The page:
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With the pull of new work/life demands, it’s not hard to see why fathers need support from their place of work. So what can businesses do to show understanding and good leadership?
Despite changes to paternity law in recent years, the impact of having children and in particular a new baby is still being overlooked by businesses. We asked Thom Dennis, CEO of conflict resolution, culture integration and change specialists Serenity in Leadership what employers can do to make things better.
“There are lots of ways organisations, managers and colleagues can support new, and not so new, fathers at work,” says Thom. “Here are seven of the best.”
Don’t wait for a new father to come to you because they are in over their head. Check in with them to understand what their new needs are and how you can be accommodating. They are going through a transition period and may be struggling with adjusting to their pre-child workload, let them know you understand this.
Many men will try to prove they are superman and show they are unaffected by having a child. Help to dispel the stigma of having to be perfect with a semi-regular check-in, as opposed to a one-off token chat; needs can and will change. Actively encourage paternal parental leave if it is something colleagues would like to do.
The gender equality movement has fought hard for there to be more equality in childcare. Social norms have shifted to support this new standard. However, corporations have been slower to adjust and acknowledge this. Advertising agencies still target their baby products advertisements almost exclusively towards women. The Millennial Dad At Work Report found that 87% of Millennial dads are involved in the day-to-day parenting of children. However, many workplaces are lagging behind and not offering the same level of support and understanding to new fathers that they would allocate to new mothers.
A study in the journal Work, Employment and Society published by the British Sociological Association, found that roughly a third of dads don’t know their rights regarding UK laws on flexible work. In many cases their employers were unsure of the rights themselves and thus did not educate their employees. Under the law, full long-term employees have a legal right to request flexible working arrangements, that their employers must consider on reasonable grounds. Employees who have experienced support and their needs being acknowledged often report a heightened sense of loyalty to their employers.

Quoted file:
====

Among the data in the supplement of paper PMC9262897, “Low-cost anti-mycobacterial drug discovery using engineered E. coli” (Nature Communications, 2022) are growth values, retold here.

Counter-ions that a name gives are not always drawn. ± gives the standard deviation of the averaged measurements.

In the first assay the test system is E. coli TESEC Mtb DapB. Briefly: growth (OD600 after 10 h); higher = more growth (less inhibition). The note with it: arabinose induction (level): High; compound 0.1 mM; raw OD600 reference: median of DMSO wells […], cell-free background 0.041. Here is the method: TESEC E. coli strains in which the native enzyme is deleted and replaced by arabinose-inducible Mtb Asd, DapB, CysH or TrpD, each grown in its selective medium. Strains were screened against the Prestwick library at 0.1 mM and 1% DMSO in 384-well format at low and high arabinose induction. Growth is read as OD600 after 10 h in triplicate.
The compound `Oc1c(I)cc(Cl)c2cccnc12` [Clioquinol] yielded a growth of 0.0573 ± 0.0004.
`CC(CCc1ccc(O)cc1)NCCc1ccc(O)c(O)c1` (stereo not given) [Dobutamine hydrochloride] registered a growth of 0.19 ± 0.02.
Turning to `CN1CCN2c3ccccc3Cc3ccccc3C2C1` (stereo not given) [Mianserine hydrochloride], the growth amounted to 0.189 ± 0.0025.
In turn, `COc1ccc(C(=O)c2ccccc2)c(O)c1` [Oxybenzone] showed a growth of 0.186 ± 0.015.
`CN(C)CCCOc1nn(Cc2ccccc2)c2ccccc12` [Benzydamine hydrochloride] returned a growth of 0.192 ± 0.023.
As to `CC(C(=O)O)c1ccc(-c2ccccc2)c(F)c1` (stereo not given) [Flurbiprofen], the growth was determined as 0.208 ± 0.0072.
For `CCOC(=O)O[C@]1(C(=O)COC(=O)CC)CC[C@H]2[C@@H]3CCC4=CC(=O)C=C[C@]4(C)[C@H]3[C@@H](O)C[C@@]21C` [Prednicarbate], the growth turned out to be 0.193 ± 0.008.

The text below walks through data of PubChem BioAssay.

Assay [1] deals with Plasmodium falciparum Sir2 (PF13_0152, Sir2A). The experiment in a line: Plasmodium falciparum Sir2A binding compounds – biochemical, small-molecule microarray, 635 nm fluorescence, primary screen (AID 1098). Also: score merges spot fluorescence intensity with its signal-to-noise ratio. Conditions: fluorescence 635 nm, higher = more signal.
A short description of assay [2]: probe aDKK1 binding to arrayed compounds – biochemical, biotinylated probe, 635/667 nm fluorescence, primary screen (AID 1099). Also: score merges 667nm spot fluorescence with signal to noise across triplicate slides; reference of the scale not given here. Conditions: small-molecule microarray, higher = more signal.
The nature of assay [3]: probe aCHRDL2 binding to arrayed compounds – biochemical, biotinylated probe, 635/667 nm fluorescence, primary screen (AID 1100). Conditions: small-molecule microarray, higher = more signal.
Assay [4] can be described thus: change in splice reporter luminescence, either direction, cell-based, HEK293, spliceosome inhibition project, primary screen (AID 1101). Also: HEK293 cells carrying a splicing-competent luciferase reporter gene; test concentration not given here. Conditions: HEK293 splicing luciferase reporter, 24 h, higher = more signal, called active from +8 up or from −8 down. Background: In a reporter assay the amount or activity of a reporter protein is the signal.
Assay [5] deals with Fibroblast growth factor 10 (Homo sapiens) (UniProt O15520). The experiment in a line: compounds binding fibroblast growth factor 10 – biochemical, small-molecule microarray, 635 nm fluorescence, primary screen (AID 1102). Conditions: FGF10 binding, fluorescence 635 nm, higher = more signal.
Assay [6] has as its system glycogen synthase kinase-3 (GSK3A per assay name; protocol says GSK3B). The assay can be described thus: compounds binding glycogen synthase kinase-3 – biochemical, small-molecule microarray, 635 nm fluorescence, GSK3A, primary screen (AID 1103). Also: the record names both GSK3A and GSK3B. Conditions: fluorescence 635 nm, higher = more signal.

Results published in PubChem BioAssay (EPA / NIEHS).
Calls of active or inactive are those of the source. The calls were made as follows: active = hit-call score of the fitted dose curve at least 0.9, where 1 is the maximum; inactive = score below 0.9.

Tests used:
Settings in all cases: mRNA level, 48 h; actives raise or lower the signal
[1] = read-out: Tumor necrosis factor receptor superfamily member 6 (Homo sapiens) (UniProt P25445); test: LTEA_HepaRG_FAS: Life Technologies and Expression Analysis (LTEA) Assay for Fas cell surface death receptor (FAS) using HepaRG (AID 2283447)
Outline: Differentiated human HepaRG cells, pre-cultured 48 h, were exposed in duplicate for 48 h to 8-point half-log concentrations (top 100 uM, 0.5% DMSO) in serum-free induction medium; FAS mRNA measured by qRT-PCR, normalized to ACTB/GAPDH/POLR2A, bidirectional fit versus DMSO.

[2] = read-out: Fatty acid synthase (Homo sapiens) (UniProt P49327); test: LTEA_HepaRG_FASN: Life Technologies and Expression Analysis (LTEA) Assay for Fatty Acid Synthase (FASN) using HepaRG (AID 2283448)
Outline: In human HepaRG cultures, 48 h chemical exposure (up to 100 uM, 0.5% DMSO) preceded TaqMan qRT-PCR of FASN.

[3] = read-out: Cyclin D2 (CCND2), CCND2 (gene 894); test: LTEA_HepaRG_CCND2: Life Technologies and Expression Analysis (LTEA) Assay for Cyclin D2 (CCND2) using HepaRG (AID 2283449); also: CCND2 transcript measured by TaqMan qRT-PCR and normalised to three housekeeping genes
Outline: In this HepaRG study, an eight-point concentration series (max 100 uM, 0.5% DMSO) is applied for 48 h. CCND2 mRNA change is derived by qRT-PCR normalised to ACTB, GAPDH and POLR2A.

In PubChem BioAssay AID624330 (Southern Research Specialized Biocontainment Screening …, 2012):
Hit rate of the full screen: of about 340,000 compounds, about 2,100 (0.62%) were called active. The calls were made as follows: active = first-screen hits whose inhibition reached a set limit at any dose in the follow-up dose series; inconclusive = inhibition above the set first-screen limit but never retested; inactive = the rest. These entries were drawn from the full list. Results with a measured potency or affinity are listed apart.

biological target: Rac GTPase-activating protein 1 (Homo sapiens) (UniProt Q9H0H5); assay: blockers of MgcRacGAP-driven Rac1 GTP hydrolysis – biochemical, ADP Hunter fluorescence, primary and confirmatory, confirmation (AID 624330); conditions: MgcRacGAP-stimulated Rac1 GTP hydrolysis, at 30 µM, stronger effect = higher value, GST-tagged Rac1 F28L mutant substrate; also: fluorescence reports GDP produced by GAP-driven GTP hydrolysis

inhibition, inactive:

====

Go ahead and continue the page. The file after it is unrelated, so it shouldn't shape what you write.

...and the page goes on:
Anticipate that a member of the team coming back from paternity (or maternity) leave will create a dynamic shift. Talk openly about how he will be supported coming back to the office. Some employees may show prejudice when others return to work after a long paternity absence. If you don’t define the narrative of those returning to work, then it will be shaped by people’s own convictions. Change the narrative to an understanding that these periods are opportunities for the whole team to come together, become more agile and grow.
Research shows that 33% of new fathers are stressed during the perinatal period, however our culture offers little to no help or support. We should take note of this as dads at this stage are 47 times more likely to be a suicide risk than any other time in their lives. This receives far less attention than it deserves as men are still trying to follow the old societal script that dictates they should be strong and silent. There’s a widespread lack of acknowledgement that men face any issues at all, with often all the attention and concern going to their partner. The best way to tackle this is to normalise fathers struggling as well. This might be done by simply asking a new father how they’re coping with the new baby, or if they’re sleeping okay.
Just as in life, there’s a spectrum of people, styles and needs. Fathers returning to work have a variety of individualistic and unique needs. Some fathers are happy to be the sole breadwinner, others want to be the parent that stays at home and brings up the children. As our society changes, the challenge is shifting organisations’ mindsets, pushing them to match the pace. Leaders must create an environment where it’s okay for people to be parents. This requires a mental shift where an individual’s worth is not judged solely by the. As a whole, organisations need keep finding ways to encourage and allow people to be more human.